NASA Reschedules First Ingenuity Flight on Mars for April 19


NASAs Ingenuity Mars helicopter is seen here in a close-up taken by Mastcam-Z, a pair of zoomable cameras aboard the Perseverance rover.

NASAs Ingenuity Mars helicopter is seen here in a close-up taken by Mastcam-Z, a pair of zoomable cameras aboard the Perseverance rover.
Photo: NASA/JPL-Caltech/ASU

NASA has given an eager public a new date for the Ingenuity helicopters first controlled flight on Mars: Monday, April 19. This would be the third time Ingenuitys flight has been rescheduled to date, and with some luck, it might be the real deal.

On Saturday, the space agency announced that Ingenuity, its tiny 4-pound (1.8 kg) helicopter, would attempt to make its first flight on Monday at approximately 3:30 a.m. ET. The new date follows two attempts that were delayed due to preflight checks and a command sequence issue that came up during a high-speed spin test of its rotors on April 9. That day, the test ended early due to a watchdog timer expiration while it was trying to transition the flight computer from pre-flight to flight mode, NASA explained.

Ingenuitys watchdog timer oversees the helicopters command sequence and alerts the system in case there are any potential issues. If there is a problem, the watchdog timer helps the system stay safe by not proceeding. Completing the spin test is an important milestone on Ingenuitys path to flight.

Ingenuitys flight team had been working on a solution to this problem in recent days. One involved adding a few commands to the helicopters flight sequence, while the other consisted of a modification and reinstallation of the helicopters flight control software. On Friday, Ingenuity successfully carried out the full-speed spin test it had been unable to complete on April 9.

To carry out the spin test, the team employed the flight sequence solution. The approach was tested extensively on both Earth and Mars, the flight team said in a status update on Friday, and was performed without jeopardizing the safety of Ingenuity, which cost $80 million and took years to develop. However, the team affirmed that it was still undecided on which solution to adopt for Ingenuitys first flight.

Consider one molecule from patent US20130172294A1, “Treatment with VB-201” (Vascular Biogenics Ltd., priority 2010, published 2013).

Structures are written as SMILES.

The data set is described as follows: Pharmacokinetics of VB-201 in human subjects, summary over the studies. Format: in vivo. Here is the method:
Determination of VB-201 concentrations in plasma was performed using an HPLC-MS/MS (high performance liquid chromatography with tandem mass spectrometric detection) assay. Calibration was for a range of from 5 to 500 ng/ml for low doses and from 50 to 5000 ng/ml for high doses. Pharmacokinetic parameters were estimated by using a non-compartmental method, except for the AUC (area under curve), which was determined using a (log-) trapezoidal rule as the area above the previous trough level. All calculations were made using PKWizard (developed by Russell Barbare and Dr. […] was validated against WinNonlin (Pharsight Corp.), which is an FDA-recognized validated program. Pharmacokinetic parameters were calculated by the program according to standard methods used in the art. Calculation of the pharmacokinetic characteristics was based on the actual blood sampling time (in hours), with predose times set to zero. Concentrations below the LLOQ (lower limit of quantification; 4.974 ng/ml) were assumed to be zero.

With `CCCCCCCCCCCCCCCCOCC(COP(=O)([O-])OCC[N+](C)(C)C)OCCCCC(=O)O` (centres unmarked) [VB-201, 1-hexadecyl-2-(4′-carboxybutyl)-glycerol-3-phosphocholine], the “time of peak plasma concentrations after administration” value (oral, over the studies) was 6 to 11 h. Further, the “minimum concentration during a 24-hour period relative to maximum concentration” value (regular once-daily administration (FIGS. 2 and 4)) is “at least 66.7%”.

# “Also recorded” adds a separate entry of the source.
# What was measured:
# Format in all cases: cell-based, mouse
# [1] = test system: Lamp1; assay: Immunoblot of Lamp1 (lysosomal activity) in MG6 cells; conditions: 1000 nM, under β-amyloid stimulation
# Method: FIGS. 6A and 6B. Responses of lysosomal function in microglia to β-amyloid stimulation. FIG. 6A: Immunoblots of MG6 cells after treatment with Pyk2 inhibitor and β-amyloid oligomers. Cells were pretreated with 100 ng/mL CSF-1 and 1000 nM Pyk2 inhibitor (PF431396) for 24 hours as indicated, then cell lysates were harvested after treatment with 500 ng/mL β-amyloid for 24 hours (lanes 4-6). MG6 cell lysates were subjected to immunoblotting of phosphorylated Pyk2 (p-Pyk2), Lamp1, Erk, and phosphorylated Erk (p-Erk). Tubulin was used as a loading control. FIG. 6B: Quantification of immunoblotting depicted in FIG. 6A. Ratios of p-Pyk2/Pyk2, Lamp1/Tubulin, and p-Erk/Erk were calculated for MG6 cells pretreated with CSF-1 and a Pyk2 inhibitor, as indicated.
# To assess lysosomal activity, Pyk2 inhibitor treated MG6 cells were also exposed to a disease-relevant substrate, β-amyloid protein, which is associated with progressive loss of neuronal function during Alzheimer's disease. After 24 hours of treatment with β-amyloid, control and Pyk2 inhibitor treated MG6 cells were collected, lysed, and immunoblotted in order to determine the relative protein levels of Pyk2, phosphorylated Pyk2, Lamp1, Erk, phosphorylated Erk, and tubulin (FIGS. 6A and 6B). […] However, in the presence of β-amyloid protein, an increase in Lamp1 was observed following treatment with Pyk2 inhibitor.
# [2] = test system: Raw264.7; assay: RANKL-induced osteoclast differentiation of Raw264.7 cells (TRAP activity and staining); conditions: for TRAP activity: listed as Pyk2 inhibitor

The software swap is a straightforward fix to a known issue, the team wrote. But, it will take a bit longer to perform and is a modification to software that has remained stable and unchanged for close to two years. Validation and testing have taken several days, and transfer and loading of these new files will take several more.

In the status update, the team said that it would have a meeting on Friday to analyze both solutions and determine which one it would adopt for Ingenuitys first flight. The team did not guarantee on Friday that it would agree on a new flight date, but judging by NASAs announcement, itvery likely did.

The announcement did not reveal which solution the team had adopted in the end, although well surely find out over the next few days.

If Ingenuity is successful, it will be the first time that any space agency carries out powered controlled flight on another planet. The tiny helicopter will attempt to make up to five test flights within a window of 30 Martian sols, or 31 Earth days. Using its downward-facing camera, it will take photos during its test flight, with the team expected to receive grainy black and white images at first and higher-resolution images later on.

During a previous news conference on Ingenuitys flight, NASA officials said that the Perseverance rover, which carried Ingenuity to Mars on its belly, will also attempt to capture images of its helicopter friends first flight.

NASA will begin hosting a live stream at 6:15 a.m. ET on Monday, which is when the team will receive data from Ingenuity and find out whether its first flight was successful. You can watch the live stream on YouTube below, as well as on NASAs app, website, and Facebook page. Additionally, if the flight does take place, NASA will hold a postflight briefing at 2 p.m. ET.





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